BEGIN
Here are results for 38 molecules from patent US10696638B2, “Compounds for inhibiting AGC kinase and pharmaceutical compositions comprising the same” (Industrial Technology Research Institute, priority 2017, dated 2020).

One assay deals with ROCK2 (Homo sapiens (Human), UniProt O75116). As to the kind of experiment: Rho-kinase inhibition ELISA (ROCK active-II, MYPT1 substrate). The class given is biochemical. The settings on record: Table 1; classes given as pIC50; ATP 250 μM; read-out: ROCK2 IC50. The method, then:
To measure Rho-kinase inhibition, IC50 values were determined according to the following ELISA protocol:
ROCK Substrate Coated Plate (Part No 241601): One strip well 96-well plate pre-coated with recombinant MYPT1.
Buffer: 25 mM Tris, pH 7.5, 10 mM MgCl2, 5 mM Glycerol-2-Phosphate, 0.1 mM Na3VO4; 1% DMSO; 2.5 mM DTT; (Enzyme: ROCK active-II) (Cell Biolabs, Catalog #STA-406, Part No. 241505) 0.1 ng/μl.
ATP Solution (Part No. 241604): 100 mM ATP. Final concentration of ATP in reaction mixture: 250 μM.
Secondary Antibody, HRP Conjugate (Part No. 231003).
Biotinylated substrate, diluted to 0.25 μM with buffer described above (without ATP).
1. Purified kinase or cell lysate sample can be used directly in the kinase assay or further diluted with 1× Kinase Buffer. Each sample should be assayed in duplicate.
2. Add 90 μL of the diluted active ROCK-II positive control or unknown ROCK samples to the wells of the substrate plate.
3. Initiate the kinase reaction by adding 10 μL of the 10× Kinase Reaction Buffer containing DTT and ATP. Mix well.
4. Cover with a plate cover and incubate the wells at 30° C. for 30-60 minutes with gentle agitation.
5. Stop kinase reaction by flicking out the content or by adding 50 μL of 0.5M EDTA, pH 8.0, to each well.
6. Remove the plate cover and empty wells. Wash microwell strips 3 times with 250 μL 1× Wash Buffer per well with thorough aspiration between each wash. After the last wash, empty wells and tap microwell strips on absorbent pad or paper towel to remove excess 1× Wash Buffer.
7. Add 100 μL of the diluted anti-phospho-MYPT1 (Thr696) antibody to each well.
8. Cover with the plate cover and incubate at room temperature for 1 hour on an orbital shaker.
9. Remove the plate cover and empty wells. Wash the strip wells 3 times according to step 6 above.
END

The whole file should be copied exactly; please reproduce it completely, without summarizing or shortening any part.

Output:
Here are results for 38 molecules from patent US10696638B2, “Compounds for inhibiting AGC kinase and pharmaceutical compositions comprising the same” (Industrial Technology Research Institute, priority 2017, dated 2020).

One assay deals with ROCK2 (Homo sapiens (Human), UniProt O75116). As to the kind of experiment: Rho-kinase inhibition ELISA (ROCK active-II, MYPT1 substrate). The class given is biochemical. The settings on record: Table 1; classes given as pIC50; ATP 250 μM; read-out: ROCK2 IC50. The method, then:
To measure Rho-kinase inhibition, IC50 values were determined according to the following ELISA protocol:
ROCK Substrate Coated Plate (Part No 241601): One strip well 96-well plate pre-coated with recombinant MYPT1.
Buffer: 25 mM Tris, pH 7.5, 10 mM MgCl2, 5 mM Glycerol-2-Phosphate, 0.1 mM Na3VO4; 1% DMSO; 2.5 mM DTT; (Enzyme: ROCK active-II) (Cell Biolabs, Catalog #STA-406, Part No. 241505) 0.1 ng/μl.
ATP Solution (Part No. 241604): 100 mM ATP. Final concentration of ATP in reaction mixture: 250 μM.
Secondary Antibody, HRP Conjugate (Part No. 231003).
Biotinylated substrate, diluted to 0.25 μM with buffer described above (without ATP).
1. Purified kinase or cell lysate sample can be used directly in the kinase assay or further diluted with 1× Kinase Buffer. Each sample should be assayed in duplicate.
2. Add 90 μL of the diluted active ROCK-II positive control or unknown ROCK samples to the wells of the substrate plate.
3. Initiate the kinase reaction by adding 10 μL of the 10× Kinase Reaction Buffer containing DTT and ATP. Mix well.
4. Cover with a plate cover and incubate the wells at 30° C. for 30-60 minutes with gentle agitation.
5. Stop kinase reaction by flicking out the content or by adding 50 μL of 0.5M EDTA, pH 8.0, to each well.
6. Remove the plate cover and empty wells. Wash microwell strips 3 times with 250 μL 1× Wash Buffer per well with thorough aspiration between each wash. After the last wash, empty wells and tap microwell strips on absorbent pad or paper towel to remove excess 1× Wash Buffer.
7. Add 100 μL of the diluted anti-phospho-MYPT1 (Thr696) antibody to each well.
8. Cover with the plate cover and incubate at room temperature for 1 hour on an orbital shaker.
9. Remove the plate cover and empty wells. Wash the strip wells 3 times according to step 6 above.